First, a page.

NPR interview with Dr. Zeynep Tufekci of the University of North Carolina:
SIMON: Of course, YouTube personalizes recommended playlists. You see one cute cat video – six more will be lined up for you. You watch one video that purports to show the Abominable Snowman at Starbucks – you get 10 more videos for the snowman, the Loch Ness monster and UFO abductions. What are some of the implications for more and more people making YouTube more and more their source for information entertainment?
TUFEKCI: A platform like YouTube has algorithms designed to recommend to you things that it thinks will be more engaging. And what I’ve found is that whatever I watched, it would push a more hardcore version of whatever it was I was watching across the political spectrum. So something that I found really striking was that if I watched Donald Trump rallies, I would get recommended white supremacist conspiracy theories. And you have examples from radicalized, you know, extremists when, some of their interviews, they talk about going down the rabbit hole of YouTube.
SIMON: I remember somebody once sent me a video purporting to show that man never landed on the moon. And there – for a couple of days thereafter, I had eight or 10 similar videos, each of them more convincing than the other, showing me why man never landed on the moon. Now, I don’t mind crawling out on a limb and saying, that is false, man landed on the moon. But at the same time, it makes you wonder, you know, people, who don’t consider themselves dumb will watch some of those videos and say, see, this proves it. I mean, that was the case of the person who sent it to me. Does YouTube or any other platform have some kind of responsibility not to put misinformation on their site?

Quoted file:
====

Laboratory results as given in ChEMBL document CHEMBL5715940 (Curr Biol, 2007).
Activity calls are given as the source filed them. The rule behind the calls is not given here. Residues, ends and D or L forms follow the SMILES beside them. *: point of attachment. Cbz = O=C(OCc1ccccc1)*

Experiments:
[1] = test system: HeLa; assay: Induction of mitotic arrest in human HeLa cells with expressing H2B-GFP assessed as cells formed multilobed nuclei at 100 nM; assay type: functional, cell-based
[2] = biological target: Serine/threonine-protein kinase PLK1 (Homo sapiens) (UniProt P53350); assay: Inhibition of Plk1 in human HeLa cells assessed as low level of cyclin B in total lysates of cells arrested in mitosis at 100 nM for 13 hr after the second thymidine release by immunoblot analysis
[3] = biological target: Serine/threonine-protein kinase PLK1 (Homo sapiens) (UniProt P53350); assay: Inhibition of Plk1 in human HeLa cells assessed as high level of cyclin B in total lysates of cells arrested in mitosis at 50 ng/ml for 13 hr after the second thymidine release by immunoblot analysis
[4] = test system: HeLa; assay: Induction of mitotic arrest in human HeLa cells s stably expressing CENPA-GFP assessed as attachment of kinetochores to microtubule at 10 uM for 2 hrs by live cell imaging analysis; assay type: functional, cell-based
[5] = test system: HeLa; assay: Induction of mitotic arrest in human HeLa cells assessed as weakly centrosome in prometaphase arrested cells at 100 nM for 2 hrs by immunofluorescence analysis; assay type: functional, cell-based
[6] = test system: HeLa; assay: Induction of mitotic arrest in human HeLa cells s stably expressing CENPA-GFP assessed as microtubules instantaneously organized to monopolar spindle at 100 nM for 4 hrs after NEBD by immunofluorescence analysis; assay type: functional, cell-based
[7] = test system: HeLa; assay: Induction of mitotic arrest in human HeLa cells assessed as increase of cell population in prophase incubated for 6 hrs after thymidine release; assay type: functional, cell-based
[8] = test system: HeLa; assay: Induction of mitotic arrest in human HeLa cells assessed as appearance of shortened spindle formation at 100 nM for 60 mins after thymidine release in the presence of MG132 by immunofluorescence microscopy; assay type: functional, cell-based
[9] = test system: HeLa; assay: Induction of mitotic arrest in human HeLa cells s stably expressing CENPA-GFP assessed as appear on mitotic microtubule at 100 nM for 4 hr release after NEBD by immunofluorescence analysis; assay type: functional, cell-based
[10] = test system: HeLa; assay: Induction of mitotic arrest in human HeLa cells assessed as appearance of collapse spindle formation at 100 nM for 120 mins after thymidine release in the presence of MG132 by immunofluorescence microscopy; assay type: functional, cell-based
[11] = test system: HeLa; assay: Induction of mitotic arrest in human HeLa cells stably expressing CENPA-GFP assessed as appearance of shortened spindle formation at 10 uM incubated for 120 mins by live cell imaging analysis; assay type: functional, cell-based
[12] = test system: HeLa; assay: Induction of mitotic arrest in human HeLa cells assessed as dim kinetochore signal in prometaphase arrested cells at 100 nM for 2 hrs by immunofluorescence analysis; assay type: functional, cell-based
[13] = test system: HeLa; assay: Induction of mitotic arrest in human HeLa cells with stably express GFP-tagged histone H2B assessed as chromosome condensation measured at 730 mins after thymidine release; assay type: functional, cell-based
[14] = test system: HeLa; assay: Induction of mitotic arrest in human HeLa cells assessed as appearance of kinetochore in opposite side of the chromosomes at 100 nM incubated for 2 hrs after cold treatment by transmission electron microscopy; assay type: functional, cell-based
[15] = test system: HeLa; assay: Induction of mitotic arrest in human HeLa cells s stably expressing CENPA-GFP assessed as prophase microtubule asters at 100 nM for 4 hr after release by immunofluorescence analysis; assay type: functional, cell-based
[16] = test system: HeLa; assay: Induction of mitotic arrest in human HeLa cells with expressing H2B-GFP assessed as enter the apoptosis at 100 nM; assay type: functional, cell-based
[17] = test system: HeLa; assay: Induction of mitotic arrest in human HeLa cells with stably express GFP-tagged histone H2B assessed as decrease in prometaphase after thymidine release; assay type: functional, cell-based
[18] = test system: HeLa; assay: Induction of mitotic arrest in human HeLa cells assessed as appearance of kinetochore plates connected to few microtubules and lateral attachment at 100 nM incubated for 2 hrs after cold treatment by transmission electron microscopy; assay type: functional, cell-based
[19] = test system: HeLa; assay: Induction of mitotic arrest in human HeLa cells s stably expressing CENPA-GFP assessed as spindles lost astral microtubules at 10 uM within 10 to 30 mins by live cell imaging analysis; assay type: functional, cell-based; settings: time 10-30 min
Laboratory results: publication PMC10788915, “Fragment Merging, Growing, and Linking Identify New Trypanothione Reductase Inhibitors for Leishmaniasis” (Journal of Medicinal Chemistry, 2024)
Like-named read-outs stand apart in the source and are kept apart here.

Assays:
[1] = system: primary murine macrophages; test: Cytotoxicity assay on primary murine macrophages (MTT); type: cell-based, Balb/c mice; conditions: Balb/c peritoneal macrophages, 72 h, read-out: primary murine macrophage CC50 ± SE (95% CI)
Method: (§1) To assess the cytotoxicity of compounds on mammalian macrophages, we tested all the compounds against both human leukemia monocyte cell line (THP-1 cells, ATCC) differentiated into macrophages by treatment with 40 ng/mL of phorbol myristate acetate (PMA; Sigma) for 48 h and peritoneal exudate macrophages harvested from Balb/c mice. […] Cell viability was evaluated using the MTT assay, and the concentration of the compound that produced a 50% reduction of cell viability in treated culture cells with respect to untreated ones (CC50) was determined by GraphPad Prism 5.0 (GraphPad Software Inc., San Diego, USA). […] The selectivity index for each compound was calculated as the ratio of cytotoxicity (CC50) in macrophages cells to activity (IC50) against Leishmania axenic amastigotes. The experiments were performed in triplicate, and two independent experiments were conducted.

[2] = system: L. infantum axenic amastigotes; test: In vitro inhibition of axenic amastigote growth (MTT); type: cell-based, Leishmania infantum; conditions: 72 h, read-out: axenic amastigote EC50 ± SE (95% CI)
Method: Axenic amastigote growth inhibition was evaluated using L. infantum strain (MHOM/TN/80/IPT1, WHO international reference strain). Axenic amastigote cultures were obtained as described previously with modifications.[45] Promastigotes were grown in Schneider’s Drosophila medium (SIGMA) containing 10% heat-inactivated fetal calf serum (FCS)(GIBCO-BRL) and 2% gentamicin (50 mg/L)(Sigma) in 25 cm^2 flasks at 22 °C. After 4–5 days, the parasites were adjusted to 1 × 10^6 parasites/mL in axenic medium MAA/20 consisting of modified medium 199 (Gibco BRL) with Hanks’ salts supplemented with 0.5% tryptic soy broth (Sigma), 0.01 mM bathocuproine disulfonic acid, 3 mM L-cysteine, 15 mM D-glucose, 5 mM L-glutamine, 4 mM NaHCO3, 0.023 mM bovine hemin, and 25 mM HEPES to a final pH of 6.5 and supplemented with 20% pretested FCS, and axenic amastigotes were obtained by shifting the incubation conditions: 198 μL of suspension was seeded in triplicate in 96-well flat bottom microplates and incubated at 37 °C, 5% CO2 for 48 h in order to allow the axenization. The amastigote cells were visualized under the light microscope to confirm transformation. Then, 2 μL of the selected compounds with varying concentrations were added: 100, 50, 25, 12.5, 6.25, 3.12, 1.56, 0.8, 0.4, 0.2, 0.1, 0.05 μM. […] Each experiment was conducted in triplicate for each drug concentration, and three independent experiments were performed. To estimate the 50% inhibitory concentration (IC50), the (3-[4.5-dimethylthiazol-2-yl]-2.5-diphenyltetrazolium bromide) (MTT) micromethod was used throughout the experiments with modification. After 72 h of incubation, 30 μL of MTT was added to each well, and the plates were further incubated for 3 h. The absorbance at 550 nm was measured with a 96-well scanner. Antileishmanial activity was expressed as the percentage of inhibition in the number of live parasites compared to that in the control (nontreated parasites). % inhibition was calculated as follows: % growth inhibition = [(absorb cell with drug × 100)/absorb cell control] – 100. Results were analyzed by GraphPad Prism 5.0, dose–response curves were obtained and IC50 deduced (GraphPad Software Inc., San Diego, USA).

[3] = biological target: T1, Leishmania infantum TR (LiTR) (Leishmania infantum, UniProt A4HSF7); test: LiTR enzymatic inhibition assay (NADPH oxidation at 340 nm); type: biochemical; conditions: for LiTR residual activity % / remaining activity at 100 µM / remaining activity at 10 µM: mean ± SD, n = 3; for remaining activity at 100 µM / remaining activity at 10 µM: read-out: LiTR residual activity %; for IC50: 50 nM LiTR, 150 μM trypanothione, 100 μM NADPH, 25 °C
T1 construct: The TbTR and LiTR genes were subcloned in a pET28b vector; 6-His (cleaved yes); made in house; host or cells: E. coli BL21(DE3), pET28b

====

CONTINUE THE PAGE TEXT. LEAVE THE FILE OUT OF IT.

TUFEKCI: So there’s two things going on. On the one hand, we do have freedom of speech. So if somebody wants to claim we never landed on the moon, I can see that as freedom of speech. But there’s no freedom to necessarily be recommended by YouTube, right? So what I see happening and what I see as troublesome is that if you watch something like that, YouTube could recommend to you something debunking falsehoods saying hey, check this out, right? Or…
SIMON: I mean, after seeing that video, I got a lot of stuff saying 9/11 never happened.
TUFEKCI: Right, that’s exactly right. So if you look at it from ISIS to white supremacists, it’s the key platform that they put their stuff on. And they rely on that recommendation engine to draw more and more people, preferably young, vulnerable, gullible people, to their message.